Seriously, the Great Recession has done wonders to shoppers no longer willing to pay top dollar for chickens raised on distant factory farms where they don’t see the light of day and are fattened so drastically they can barely stand on the three talons of their feet. King’s interviewees don’t talk about these things. Instead, they laud the simpler life of our forebears, farmers who cared about free-range fowl the way they cared about canning and baking and cooking meals from scratch.
Lately there’s been a lot of palaver about backyard chicken coops. King’s sound-rich piece is a significant addition to the lore about locavores that has finally hatched in America.
Posted on May 05, 2010 at 08:48 PM
I’m in a quandary about this impressive production. On one hand, it describes a young Somali woman now living in Minneapolis, striving to make her way in America. After hearing about boatloads—literally—of Indian-Ocean pirates from that hellhole in the horn of Africa, Somalia, we need to hear the voice of Minnesota Public Radio News’s Youth Radio Series Sadiya Mohamed reciting the verses of Stephen Dunn and Theodore Roethke to qualify for prizes for her English language skills. So much depends upon Sadiya’s ability to pronounce a line of poetry, such as “I learn by going where I have to go.”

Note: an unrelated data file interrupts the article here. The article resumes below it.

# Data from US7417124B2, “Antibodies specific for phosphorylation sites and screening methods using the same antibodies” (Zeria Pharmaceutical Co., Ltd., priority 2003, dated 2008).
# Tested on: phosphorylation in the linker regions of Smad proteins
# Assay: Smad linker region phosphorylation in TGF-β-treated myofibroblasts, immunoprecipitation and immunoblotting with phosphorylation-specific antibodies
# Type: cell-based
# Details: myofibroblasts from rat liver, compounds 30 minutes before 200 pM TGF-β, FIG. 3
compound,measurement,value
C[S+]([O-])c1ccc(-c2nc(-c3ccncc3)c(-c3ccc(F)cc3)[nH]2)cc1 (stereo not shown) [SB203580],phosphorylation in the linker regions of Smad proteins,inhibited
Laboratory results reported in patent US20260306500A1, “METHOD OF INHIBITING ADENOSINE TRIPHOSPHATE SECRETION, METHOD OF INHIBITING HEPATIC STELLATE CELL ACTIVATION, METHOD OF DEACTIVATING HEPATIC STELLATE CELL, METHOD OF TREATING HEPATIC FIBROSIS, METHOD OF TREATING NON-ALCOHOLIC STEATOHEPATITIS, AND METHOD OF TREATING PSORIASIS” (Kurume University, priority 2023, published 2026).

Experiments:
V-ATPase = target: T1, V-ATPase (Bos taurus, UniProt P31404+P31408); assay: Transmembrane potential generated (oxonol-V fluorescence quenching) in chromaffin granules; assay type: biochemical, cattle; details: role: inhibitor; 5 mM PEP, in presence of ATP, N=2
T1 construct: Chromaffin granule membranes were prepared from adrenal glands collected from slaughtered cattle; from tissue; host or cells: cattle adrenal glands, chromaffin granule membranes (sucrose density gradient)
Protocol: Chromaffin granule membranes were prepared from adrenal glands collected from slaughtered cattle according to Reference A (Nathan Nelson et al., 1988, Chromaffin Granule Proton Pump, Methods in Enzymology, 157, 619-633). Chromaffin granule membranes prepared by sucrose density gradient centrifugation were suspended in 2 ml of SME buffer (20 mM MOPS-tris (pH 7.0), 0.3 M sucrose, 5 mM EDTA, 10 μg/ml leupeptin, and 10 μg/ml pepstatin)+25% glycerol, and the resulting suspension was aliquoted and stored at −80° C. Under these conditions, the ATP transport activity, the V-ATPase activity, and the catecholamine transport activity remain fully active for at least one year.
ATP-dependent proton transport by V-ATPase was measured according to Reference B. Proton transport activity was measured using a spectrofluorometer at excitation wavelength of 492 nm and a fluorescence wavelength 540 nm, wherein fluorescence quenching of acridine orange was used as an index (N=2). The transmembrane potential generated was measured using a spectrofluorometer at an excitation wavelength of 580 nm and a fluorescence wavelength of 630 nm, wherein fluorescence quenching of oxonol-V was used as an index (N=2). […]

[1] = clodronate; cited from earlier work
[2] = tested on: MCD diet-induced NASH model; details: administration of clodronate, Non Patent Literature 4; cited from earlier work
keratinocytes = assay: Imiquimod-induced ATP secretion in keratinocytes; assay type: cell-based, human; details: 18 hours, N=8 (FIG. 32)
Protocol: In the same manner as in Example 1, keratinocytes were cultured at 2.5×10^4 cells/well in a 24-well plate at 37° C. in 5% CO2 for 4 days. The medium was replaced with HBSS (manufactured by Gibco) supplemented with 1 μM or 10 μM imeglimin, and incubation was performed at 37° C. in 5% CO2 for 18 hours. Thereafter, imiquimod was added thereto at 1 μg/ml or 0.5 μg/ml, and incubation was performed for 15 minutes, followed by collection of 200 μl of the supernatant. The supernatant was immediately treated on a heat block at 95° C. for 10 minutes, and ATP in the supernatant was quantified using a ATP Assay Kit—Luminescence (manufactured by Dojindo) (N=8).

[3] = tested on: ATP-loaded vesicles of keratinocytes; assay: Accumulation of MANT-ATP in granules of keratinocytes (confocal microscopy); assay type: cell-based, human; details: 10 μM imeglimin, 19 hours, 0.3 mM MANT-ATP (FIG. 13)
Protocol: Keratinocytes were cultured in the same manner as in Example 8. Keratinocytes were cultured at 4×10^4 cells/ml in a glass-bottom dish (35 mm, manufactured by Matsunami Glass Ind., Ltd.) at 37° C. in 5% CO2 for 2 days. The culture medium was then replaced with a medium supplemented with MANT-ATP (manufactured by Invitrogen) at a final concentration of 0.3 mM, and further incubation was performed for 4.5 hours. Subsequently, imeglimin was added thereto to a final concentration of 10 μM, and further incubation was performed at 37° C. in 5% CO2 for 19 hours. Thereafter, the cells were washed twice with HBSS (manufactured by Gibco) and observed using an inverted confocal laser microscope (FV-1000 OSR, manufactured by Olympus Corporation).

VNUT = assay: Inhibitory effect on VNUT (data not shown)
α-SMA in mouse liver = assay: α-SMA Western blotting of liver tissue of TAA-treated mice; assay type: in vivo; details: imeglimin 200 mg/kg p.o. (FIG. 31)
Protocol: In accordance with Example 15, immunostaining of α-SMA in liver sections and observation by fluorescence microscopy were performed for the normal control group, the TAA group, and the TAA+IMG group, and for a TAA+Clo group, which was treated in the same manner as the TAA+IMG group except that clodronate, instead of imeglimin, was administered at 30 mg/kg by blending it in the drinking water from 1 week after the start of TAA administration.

What gets me here is Sadiya’s earnestness, her wish to distinguish herself in our nation of innumerable gifts, the United States—versus her difficulties with American English. At times she slips and slides pronouncing our notorious tongue twister of a language. We take English for granted. Compared to Spanish or Russian, in which pronunciation is far more standardized, however, English is a humdinger to speak, especially as a second language.
As a result, Sadiya doesn’t win a poetry-read-aloud contest—despite her English teacher’s loving words of encouragement. Worse, portions of Sadiya’s monologue aren’t as Linda-Wertheimer pristine as we’ve come to expect when we tune into public radio for our daily dose of Truth.
Posted on April 29, 2010 at 07:48 PM